• Enumerator support:
    • Given the use of the same doubly-linked list structure as we used in the ordered linked list example, you should be able to reuse your solution’s / the specimen solution’s implementation of the enumerator with minor changes.

The Queue collection is implemented by using a Deque in its implementation by exploiting delegation2. The Queue class will also implement the ICollection interface, and all the members specified by this interface are simply mapped/passed to the equivalent members of the Deque class, e.g., for the Add method you would simply write:

public void Add(TYPE item)
{
_MyDequeObject.Add(item);
}

The following changes and/or additional methods are also required: l

  • It is not possible to remove an element from the middle of a queue (only from the front), so the Remove() method defined by the ICollection interface must throw a NotSupportedException instead.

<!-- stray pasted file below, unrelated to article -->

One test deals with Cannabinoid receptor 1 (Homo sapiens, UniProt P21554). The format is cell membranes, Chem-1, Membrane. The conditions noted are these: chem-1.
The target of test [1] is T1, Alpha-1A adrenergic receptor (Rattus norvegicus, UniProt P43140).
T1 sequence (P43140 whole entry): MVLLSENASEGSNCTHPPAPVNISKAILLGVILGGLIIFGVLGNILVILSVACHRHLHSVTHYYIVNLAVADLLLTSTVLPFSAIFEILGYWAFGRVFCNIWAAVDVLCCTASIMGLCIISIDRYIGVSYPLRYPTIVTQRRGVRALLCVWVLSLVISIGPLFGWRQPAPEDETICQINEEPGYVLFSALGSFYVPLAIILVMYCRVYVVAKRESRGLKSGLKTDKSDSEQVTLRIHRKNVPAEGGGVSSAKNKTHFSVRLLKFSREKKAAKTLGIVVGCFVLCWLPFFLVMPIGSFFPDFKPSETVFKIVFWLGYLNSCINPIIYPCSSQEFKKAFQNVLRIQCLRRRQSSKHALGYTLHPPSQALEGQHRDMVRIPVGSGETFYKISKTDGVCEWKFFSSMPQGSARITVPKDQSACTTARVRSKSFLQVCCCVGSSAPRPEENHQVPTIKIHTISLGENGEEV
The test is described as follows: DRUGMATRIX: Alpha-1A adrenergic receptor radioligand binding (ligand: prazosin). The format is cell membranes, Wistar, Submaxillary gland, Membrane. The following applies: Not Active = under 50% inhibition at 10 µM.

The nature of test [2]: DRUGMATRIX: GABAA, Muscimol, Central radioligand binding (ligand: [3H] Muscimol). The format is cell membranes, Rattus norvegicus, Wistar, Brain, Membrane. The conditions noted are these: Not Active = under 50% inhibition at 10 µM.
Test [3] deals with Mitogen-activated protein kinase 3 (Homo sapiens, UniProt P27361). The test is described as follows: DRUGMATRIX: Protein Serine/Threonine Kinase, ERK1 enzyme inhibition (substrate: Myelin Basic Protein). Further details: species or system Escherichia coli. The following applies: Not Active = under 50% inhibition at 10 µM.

• public void Enqueue(TYPE item) Add a method that provides the normal enqueue operation functionality, which is mapped/passed to the deque’s AddRear() method;
  • public TYPE Dequeue() Add a method that provides the normal dequeue operation functionality, which is mapped/passed to the deque’s RemoveFront() method;
  • public TYPE Front() Add a method that provides the normal front operation functionality, which is mapped/- passed to the deque’s PeekFront() method;
  • public TYPE Rear() Add a method that provides the normal rear operation functionality, which is mapped/- passed to the deque’s PeekRear() method.